weighing the society entries

The great weigh in commences

In recent years we have tried many different things to try and encourage more people to attend out shows. One of the ways we have tried to do this has been through the launch of a seed potato growing competition.  Each member is able to purchase for a nominal fee one seed potato and one bag. They have to take them away with them, pot them up and grow them on. They then have to bring their potato bag to the Autumn Show for the big weigh in.

In its inaugural year twelve bags were brought to the Autumn Show. The winner, Andy Gaskin, managed to grow 2.4kg of potatoes from his bag. Although twelve does not seem like a great number it was the most popular class in the whole show.   The competition had added an extra dimension to the show as many people were excited to watch the big weigh in. It was without doubt a great success.

weighing in a society member's entry

Each entry is weighed under watchful eyes

For 2017 I have taken on the role of Show Secretary for the society. My goals were to make the shows more popular with people in terms of showing and visiting. At the same time I wanted to try and make the shows profitable for the society. It also meant for this year that I would be responsible for the seed growing potato competition. I started by looking for sponsors for the competition itself. I was thrilled when I got the news from Thompson & Morgan that they would agree to sponsor this year’s competition. We were sent 60 nine litre bags and some “Jazzy” seed potatoes. At our February monthly meeting the seed potatoes were distributed to the membership.


Thomas Carpenter, society secretary winning

We have a winner!

Before I knew it, September had rolled around and it was time for our Autumn Show. I was hoping that this year we would beat the number of bags returned from last year.  To my amazement we managed to get thirty bags to the weigh in and it took over an hour to weigh all them! The winner managed to get 1.4kg from the 9 litre bag. It had been a hugely successful competition.

I believe this simple competition has had a huge impact on our society.  It is so easy to get involved with and generates friendly competition between the members of the society. It gives people more of a reason to come to the show and it has generated income for the society. Most importantly, it helps to break down the stigma attached to Horticultural Shows that you need to be an expert to enter them. It encourages anyone to get a seed potato and a bag and have a go.


I hope to build on the success of this year’s competition and make it bigger and better for next year. I would like to thank Thompson & Morgan for their support and hope this competition continues to help this small village horticultural society thrive.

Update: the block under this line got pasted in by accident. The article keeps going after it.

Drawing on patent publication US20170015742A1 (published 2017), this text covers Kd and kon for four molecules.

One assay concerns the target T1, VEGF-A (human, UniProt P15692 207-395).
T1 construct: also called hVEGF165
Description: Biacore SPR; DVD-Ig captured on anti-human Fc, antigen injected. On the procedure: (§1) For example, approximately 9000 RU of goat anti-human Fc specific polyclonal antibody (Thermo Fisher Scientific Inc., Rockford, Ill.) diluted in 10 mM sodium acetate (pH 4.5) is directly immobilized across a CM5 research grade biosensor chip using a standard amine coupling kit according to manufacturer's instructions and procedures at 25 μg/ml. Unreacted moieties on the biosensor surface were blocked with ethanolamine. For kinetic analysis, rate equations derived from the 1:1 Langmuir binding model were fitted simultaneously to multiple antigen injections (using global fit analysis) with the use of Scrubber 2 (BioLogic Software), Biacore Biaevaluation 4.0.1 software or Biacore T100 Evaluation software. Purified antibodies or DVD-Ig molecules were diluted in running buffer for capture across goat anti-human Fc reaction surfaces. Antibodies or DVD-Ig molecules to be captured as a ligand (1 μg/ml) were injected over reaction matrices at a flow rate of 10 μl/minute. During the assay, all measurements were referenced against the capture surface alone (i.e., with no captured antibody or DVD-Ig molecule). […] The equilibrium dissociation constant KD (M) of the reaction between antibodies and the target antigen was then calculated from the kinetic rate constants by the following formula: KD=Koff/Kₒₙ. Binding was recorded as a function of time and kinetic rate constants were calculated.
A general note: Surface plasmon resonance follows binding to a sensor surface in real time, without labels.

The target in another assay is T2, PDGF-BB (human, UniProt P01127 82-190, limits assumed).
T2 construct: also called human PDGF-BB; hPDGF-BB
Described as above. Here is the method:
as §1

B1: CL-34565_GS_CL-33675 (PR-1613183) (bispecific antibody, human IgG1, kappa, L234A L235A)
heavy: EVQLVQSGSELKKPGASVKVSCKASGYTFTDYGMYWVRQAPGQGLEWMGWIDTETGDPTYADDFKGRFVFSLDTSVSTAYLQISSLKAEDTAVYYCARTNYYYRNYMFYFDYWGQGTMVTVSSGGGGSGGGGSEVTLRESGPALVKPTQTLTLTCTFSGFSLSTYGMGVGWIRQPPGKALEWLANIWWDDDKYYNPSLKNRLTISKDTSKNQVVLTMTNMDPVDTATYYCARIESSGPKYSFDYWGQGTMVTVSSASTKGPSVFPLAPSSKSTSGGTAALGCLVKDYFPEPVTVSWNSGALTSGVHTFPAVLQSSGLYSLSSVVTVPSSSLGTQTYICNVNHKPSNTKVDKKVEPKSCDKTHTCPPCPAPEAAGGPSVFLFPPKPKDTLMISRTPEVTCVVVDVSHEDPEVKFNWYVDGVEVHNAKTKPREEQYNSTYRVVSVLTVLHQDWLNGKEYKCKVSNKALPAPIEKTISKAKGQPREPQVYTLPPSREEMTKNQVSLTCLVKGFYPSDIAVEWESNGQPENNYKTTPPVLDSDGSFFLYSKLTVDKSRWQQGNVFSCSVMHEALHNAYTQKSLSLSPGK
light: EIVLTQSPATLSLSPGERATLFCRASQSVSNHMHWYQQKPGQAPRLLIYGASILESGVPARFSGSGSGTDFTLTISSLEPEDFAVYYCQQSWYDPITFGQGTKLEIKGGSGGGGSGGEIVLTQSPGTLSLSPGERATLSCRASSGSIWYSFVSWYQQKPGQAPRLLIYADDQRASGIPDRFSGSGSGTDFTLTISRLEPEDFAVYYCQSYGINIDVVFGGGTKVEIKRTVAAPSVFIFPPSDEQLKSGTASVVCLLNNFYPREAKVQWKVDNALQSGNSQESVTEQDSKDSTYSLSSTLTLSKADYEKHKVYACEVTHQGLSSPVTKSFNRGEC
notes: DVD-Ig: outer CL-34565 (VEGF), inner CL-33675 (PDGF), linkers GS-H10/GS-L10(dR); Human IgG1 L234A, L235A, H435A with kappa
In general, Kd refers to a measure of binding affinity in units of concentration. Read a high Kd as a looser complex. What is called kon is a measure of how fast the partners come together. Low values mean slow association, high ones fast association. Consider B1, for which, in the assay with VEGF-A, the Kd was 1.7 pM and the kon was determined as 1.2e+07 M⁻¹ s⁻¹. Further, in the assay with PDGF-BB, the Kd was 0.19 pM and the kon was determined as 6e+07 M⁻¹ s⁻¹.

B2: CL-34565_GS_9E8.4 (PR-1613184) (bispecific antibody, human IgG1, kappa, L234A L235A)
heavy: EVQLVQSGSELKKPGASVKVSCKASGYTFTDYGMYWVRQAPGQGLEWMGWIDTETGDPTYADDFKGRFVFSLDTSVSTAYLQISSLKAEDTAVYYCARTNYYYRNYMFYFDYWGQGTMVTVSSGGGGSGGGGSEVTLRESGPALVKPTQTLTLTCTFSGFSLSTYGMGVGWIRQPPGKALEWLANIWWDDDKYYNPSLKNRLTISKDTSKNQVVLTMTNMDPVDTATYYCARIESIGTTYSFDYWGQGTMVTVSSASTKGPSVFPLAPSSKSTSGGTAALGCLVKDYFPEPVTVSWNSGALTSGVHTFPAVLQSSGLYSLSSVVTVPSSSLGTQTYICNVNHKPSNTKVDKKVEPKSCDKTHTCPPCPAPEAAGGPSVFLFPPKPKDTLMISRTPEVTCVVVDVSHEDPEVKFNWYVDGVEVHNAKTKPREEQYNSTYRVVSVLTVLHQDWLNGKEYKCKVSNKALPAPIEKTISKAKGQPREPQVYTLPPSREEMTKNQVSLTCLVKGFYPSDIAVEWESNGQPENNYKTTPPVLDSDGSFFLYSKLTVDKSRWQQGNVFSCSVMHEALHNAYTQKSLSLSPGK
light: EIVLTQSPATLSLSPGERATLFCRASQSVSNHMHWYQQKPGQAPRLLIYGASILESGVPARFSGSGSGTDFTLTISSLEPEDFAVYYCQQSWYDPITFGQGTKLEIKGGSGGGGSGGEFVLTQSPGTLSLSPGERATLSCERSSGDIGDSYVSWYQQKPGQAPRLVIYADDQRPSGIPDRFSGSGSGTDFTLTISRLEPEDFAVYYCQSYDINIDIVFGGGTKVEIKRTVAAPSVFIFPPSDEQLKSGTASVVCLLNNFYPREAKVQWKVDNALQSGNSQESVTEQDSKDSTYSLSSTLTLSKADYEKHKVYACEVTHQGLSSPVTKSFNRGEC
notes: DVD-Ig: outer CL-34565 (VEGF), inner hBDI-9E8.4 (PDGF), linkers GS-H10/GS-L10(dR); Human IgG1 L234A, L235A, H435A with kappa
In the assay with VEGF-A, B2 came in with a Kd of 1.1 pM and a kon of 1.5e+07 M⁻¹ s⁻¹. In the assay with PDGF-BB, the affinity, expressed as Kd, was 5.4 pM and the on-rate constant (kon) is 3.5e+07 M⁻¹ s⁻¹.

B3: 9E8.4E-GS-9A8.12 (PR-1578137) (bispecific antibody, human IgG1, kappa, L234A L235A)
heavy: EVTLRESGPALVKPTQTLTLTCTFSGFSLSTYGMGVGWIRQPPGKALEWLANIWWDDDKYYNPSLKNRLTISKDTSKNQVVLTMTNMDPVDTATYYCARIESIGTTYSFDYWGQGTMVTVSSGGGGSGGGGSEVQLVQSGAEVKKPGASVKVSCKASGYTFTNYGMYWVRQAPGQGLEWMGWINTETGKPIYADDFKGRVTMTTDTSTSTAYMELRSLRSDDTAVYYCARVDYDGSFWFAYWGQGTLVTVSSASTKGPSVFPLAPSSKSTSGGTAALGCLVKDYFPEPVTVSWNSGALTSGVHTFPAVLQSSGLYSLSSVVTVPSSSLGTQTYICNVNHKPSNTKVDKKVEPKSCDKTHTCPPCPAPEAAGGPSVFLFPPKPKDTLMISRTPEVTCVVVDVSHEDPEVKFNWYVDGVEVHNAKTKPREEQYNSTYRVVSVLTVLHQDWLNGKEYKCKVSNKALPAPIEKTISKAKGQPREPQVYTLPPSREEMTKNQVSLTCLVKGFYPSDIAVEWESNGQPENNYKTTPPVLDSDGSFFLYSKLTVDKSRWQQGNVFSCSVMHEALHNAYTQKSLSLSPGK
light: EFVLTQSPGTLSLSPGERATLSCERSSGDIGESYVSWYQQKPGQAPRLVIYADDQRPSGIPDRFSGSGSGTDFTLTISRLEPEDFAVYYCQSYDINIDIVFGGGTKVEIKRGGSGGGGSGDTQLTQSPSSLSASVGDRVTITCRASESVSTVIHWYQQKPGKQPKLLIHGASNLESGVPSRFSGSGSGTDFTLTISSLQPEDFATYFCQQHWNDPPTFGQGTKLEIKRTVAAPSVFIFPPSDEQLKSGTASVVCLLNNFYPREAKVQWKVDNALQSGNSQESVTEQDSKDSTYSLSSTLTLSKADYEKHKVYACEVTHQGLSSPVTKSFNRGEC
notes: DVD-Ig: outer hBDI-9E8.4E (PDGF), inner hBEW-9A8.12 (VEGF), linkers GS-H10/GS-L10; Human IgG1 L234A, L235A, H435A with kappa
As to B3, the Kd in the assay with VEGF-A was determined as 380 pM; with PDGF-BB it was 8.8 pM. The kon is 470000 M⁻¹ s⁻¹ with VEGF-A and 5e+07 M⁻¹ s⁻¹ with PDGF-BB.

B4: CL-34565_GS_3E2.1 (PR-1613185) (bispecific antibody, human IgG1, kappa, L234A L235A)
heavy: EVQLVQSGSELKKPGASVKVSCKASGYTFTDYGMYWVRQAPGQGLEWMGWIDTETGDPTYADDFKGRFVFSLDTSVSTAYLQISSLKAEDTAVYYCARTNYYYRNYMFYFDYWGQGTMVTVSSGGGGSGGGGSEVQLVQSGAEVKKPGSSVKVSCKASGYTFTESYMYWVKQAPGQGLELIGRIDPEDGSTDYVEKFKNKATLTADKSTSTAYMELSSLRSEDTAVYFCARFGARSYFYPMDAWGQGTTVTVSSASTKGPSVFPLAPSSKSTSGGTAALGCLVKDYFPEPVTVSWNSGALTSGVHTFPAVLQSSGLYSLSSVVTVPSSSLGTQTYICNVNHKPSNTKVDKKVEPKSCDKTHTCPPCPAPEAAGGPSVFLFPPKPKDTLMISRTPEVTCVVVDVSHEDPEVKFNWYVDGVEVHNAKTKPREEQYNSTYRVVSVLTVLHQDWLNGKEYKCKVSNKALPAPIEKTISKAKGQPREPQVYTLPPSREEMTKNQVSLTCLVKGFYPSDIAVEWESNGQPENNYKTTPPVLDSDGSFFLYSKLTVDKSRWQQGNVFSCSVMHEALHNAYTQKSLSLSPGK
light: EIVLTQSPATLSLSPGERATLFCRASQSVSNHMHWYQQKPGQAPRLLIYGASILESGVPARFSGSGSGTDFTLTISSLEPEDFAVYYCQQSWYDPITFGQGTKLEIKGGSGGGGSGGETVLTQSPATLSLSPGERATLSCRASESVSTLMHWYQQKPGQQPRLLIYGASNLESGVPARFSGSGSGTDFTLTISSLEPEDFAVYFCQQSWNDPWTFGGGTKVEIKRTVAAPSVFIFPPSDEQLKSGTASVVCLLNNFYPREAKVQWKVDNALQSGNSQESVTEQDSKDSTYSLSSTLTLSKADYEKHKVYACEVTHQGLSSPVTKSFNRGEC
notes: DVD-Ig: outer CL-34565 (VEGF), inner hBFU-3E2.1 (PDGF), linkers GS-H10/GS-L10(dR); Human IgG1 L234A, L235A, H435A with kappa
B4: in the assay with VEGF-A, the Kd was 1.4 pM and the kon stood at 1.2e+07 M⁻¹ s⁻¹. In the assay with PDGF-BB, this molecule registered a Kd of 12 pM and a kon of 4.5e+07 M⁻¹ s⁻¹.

Giving Giants a Go

Last year, I saw a feature on BBC News live from RHS Hyde Hall where Matthew Oliver had smashed the record for the largest pumpkin grown outdoors in the U.K. The giant weighed in at an incredible 605kg which is 95 stone in old money. Inspired, I thought next year I would give it a go.

I purchased some seed from the Thompson & Morgan website with the seeds being named. “Matt’s Monster.” I also discovered a page on their website “How to Grow a Giant Pumpkins” which has some great tips and how to get started.

I have been a keen gardener and grower of vegetables and flowers for the last seven or eight years. Although this may not seem a long time I am still only 22! I have never really had the space or knowledge to grow pumpkins of any size let alone a giant! I sowed the seed in my electronic propagator, another first for me this year and I was off. The starting gun had been fired.


Soon enough I had two small pumpkin plants that were in need of being planted out. Both were rather leggy and I wasn’t convinced they were going to become anything. One thing I know about pumpkins is that they are very hungry plants. So I decided there was only one place these could go. The compost heap. Before I knew these tiny plants had swamped the compost pile and was heading for the roof of the greenhouse! The growth rates on the plants were phenomenal and like nothing I had ever seen before.


After a continued expansion in growth that I managed to move away from the greenhouse and out onto the garden the flowers began to come. At first I was confused because there seemed to just be male flowers with no female flowers. Female flowers are identified by the small ball behind the flower. At last I had a female flower and my giant had been born.

The growth of the pumpkin has been just as impressive as the growth of the plant. It grew from a cricket ball size on 15/07/17 to beach ball size just ten days later. I took photos so that I could keep a record of how fast it grew. I even got my mum to take photos and send me daily updates of the progress of the giant pumpkin’ while I was away on holiday. I expect by the end of the season it will have bulked up to a decent size. However, nothing like what Matthew Oliver managed to achieve.



The lessons I have learnt from this experiment have been fantastic. It has reminded why I fell in love with horticulture which is that you never stop learning. Although I am by no means an expert I’ve learnt a lot this season and will use my knowledge to beat this year’s efforts next year. Also it has encouraged me to try new things out and not be afraid to make mistakes. I’m sure this year I made many mistakes but all that has done has put me in a better position next year. So from now on every year I have challenged myself to have a go at growing something I’ve never grown before. I would thoroughly encourage you all to do the same!






If you feel similarly inspired to grow your own pumpkin, enormous or modest sized, find all you need to know at our pumpkin and squash hub page.